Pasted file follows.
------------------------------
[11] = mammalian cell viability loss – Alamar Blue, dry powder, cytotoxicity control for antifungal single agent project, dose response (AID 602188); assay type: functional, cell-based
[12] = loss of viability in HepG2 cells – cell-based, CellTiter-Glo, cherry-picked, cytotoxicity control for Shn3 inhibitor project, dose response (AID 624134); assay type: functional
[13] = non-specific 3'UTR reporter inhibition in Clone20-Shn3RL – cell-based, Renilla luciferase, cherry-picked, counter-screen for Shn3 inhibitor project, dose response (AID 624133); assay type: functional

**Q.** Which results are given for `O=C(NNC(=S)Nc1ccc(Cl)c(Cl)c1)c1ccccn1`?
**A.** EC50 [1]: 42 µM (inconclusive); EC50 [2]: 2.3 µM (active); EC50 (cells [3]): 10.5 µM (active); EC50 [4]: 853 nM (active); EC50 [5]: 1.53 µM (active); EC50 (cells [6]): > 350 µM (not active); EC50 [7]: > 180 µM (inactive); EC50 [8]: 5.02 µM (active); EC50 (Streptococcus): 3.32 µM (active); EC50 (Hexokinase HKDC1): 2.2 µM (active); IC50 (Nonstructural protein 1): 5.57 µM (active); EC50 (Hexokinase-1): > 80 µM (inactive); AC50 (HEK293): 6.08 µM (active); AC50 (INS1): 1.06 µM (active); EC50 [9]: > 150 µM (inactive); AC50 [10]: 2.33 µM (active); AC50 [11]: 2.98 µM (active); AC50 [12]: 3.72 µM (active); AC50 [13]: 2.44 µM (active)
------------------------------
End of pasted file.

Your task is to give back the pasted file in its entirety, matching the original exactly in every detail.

[11] = mammalian cell viability loss – Alamar Blue, dry powder, cytotoxicity control for antifungal single agent project, dose response (AID 602188); assay type: functional, cell-based
[12] = loss of viability in HepG2 cells – cell-based, CellTiter-Glo, cherry-picked, cytotoxicity control for Shn3 inhibitor project, dose response (AID 624134); assay type: functional
[13] = non-specific 3'UTR reporter inhibition in Clone20-Shn3RL – cell-based, Renilla luciferase, cherry-picked, counter-screen for Shn3 inhibitor project, dose response (AID 624133); assay type: functional

**Q.** Which results are given for `O=C(NNC(=S)Nc1ccc(Cl)c(Cl)c1)c1ccccn1`?
**A.** EC50 [1]: 42 µM (inconclusive); EC50 [2]: 2.3 µM (active); EC50 (cells [3]): 10.5 µM (active); EC50 [4]: 853 nM (active); EC50 [5]: 1.53 µM (active); EC50 (cells [6]): > 350 µM (not active); EC50 [7]: > 180 µM (inactive); EC50 [8]: 5.02 µM (active); EC50 (Streptococcus): 3.32 µM (active); EC50 (Hexokinase HKDC1): 2.2 µM (active); IC50 (Nonstructural protein 1): 5.57 µM (active); EC50 (Hexokinase-1): > 80 µM (inactive); AC50 (HEK293): 6.08 µM (active); AC50 (INS1): 1.06 µM (active); EC50 [9]: > 150 µM (inactive); AC50 [10]: 2.33 µM (active); AC50 [11]: 2.98 µM (active); AC50 [12]: 3.72 µM (active); AC50 [13]: 2.44 µM (active)